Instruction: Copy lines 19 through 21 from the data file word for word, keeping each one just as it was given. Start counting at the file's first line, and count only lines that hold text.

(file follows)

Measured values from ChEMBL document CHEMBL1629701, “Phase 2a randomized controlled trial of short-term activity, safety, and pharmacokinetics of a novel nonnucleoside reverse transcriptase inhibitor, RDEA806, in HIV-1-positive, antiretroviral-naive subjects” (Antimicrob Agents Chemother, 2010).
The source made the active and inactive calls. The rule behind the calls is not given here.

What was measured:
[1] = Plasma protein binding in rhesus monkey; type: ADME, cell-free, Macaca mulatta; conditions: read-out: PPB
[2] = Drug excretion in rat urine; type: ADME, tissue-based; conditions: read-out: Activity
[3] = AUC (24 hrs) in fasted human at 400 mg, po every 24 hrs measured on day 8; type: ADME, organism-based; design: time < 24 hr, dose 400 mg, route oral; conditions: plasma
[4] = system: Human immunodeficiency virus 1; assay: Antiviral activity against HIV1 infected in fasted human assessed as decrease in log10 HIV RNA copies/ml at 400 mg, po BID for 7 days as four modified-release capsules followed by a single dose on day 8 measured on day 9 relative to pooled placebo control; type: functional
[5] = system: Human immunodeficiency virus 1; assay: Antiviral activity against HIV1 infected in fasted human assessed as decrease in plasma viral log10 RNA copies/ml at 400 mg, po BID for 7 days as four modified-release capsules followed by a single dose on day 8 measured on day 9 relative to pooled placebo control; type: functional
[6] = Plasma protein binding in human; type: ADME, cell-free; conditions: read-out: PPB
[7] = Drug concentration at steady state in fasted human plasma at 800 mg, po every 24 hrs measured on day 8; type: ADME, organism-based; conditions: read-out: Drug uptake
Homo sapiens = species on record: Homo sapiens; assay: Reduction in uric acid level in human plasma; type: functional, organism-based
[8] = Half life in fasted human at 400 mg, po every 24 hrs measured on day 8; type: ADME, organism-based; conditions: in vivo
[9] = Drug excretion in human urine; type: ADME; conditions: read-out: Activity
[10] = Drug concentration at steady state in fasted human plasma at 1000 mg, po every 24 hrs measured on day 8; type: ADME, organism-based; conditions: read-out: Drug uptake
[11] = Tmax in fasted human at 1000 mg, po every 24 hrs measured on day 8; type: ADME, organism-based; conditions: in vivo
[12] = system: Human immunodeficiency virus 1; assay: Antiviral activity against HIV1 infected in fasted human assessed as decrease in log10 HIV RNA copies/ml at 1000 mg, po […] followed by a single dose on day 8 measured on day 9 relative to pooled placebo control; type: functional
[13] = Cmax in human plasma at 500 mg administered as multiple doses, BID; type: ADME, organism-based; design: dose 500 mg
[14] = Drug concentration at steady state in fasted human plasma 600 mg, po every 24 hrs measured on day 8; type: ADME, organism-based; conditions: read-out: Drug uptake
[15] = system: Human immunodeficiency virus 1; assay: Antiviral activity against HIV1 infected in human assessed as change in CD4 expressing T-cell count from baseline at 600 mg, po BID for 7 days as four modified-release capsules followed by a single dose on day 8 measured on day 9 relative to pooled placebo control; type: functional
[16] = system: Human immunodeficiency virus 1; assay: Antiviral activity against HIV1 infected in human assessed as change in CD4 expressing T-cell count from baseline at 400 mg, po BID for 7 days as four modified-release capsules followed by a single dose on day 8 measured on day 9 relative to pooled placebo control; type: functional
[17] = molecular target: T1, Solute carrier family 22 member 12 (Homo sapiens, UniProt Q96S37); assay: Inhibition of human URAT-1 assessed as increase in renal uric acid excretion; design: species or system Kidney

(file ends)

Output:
[15] = system: Human immunodeficiency virus 1; assay: Antiviral activity against HIV1 infected in human assessed as change in CD4 expressing T-cell count from baseline at 600 mg, po BID for 7 days as four modified-release capsules followed by a single dose on day 8 measured on day 9 relative to pooled placebo control; type: functional
[16] = system: Human immunodeficiency virus 1; assay: Antiviral activity against HIV1 infected in human assessed as change in CD4 expressing T-cell count from baseline at 400 mg, po BID for 7 days as four modified-release capsules followed by a single dose on day 8 measured on day 9 relative to pooled placebo control; type: functional
[17] = molecular target: T1, Solute carrier family 22 member 12 (Homo sapiens, UniProt Q96S37); assay: Inhibition of human URAT-1 assessed as increase in renal uric acid excretion; design: species or system Kidney